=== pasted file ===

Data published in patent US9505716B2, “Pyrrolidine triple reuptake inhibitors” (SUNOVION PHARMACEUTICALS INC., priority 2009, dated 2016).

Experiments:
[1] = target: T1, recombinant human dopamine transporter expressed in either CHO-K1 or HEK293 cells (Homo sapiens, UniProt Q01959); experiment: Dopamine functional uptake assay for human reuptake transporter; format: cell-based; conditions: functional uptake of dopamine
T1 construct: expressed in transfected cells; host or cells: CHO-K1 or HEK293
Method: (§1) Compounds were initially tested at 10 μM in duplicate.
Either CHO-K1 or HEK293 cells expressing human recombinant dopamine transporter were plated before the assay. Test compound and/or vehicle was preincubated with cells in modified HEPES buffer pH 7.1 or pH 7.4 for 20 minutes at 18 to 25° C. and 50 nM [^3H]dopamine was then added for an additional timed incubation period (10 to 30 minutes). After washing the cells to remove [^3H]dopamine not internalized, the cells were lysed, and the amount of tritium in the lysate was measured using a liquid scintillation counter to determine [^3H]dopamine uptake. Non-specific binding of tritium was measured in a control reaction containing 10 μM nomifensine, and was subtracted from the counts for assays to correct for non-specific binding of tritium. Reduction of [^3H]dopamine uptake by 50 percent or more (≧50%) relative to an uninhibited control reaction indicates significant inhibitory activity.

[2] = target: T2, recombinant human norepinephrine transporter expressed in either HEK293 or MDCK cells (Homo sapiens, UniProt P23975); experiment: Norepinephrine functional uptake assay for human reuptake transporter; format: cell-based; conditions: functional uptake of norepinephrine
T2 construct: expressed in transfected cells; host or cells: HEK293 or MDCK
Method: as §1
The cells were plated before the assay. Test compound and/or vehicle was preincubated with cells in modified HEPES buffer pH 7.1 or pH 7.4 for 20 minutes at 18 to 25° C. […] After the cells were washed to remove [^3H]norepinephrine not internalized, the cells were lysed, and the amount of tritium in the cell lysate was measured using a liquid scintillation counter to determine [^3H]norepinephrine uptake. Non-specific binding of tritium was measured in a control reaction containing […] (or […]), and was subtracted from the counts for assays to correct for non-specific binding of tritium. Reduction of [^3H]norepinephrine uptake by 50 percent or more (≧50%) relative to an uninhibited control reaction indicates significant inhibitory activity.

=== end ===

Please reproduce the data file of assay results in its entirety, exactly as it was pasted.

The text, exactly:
Data published in patent US9505716B2, “Pyrrolidine triple reuptake inhibitors” (SUNOVION PHARMACEUTICALS INC., priority 2009, dated 2016).

Experiments:
[1] = target: T1, recombinant human dopamine transporter expressed in either CHO-K1 or HEK293 cells (Homo sapiens, UniProt Q01959); experiment: Dopamine functional uptake assay for human reuptake transporter; format: cell-based; conditions: functional uptake of dopamine
T1 construct: expressed in transfected cells; host or cells: CHO-K1 or HEK293
Method: (§1) Compounds were initially tested at 10 μM in duplicate.
Either CHO-K1 or HEK293 cells expressing human recombinant dopamine transporter were plated before the assay. Test compound and/or vehicle was preincubated with cells in modified HEPES buffer pH 7.1 or pH 7.4 for 20 minutes at 18 to 25° C. and 50 nM [^3H]dopamine was then added for an additional timed incubation period (10 to 30 minutes). After washing the cells to remove [^3H]dopamine not internalized, the cells were lysed, and the amount of tritium in the lysate was measured using a liquid scintillation counter to determine [^3H]dopamine uptake. Non-specific binding of tritium was measured in a control reaction containing 10 μM nomifensine, and was subtracted from the counts for assays to correct for non-specific binding of tritium. Reduction of [^3H]dopamine uptake by 50 percent or more (≧50%) relative to an uninhibited control reaction indicates significant inhibitory activity.

[2] = target: T2, recombinant human norepinephrine transporter expressed in either HEK293 or MDCK cells (Homo sapiens, UniProt P23975); experiment: Norepinephrine functional uptake assay for human reuptake transporter; format: cell-based; conditions: functional uptake of norepinephrine
T2 construct: expressed in transfected cells; host or cells: HEK293 or MDCK
Method: as §1
The cells were plated before the assay. Test compound and/or vehicle was preincubated with cells in modified HEPES buffer pH 7.1 or pH 7.4 for 20 minutes at 18 to 25° C. […] After the cells were washed to remove [^3H]norepinephrine not internalized, the cells were lysed, and the amount of tritium in the cell lysate was measured using a liquid scintillation counter to determine [^3H]norepinephrine uptake. Non-specific binding of tritium was measured in a control reaction containing […] (or […]), and was subtracted from the counts for assays to correct for non-specific binding of tritium. Reduction of [^3H]norepinephrine uptake by 50 percent or more (≧50%) relative to an uninhibited control reaction indicates significant inhibitory activity.